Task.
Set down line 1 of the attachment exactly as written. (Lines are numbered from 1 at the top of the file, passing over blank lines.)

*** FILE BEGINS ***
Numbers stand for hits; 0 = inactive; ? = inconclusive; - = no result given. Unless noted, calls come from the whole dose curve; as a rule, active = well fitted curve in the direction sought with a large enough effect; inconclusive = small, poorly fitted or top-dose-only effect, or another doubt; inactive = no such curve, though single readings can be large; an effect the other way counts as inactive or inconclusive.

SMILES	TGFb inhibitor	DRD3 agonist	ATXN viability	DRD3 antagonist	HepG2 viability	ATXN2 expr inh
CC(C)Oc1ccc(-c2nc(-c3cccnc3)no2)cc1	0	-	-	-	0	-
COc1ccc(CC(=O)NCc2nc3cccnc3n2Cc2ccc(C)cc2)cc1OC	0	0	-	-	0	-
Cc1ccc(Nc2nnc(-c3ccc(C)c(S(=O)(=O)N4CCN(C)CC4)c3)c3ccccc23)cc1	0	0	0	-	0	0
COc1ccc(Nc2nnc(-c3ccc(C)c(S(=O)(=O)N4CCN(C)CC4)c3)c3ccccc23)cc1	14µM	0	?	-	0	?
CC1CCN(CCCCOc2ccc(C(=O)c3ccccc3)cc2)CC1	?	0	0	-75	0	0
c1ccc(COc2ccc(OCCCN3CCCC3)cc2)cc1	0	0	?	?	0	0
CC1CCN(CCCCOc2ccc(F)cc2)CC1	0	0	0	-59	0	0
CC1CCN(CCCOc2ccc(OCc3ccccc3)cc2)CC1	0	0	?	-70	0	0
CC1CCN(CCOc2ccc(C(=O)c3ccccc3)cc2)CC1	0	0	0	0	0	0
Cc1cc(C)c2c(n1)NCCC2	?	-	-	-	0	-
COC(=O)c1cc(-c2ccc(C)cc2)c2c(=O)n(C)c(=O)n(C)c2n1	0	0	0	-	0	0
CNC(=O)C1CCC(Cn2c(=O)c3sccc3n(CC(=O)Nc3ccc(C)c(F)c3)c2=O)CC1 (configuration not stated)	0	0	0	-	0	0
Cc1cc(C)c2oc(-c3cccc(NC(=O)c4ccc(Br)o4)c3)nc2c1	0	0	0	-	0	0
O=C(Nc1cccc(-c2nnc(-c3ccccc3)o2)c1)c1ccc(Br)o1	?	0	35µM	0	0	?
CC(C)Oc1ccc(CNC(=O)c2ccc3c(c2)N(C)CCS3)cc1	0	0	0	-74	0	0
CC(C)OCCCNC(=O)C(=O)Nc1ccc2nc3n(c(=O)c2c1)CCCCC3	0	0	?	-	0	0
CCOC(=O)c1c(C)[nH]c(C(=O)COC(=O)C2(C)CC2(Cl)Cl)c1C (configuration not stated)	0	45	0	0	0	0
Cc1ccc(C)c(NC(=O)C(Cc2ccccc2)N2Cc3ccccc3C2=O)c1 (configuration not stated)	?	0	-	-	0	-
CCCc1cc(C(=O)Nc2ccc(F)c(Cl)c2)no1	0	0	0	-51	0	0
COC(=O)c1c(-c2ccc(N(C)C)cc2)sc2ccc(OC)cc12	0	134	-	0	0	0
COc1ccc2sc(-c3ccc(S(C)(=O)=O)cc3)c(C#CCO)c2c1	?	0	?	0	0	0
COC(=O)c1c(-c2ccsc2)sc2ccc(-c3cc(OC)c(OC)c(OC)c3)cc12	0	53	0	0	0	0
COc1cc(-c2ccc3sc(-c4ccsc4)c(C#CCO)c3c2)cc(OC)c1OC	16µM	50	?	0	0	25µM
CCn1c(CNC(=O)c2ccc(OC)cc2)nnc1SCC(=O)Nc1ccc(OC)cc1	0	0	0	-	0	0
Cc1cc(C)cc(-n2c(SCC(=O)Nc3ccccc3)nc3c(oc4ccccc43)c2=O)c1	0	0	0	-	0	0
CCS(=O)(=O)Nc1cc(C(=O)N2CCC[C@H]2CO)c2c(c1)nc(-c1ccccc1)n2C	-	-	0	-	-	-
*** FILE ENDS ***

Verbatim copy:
Numbers stand for hits; 0 = inactive; ? = inconclusive; - = no result given. Unless noted, calls come from the whole dose curve; as a rule, active = well fitted curve in the direction sought with a large enough effect; inconclusive = small, poorly fitted or top-dose-only effect, or another doubt; inactive = no such curve, though single readings can be large; an effect the other way counts as inactive or inconclusive.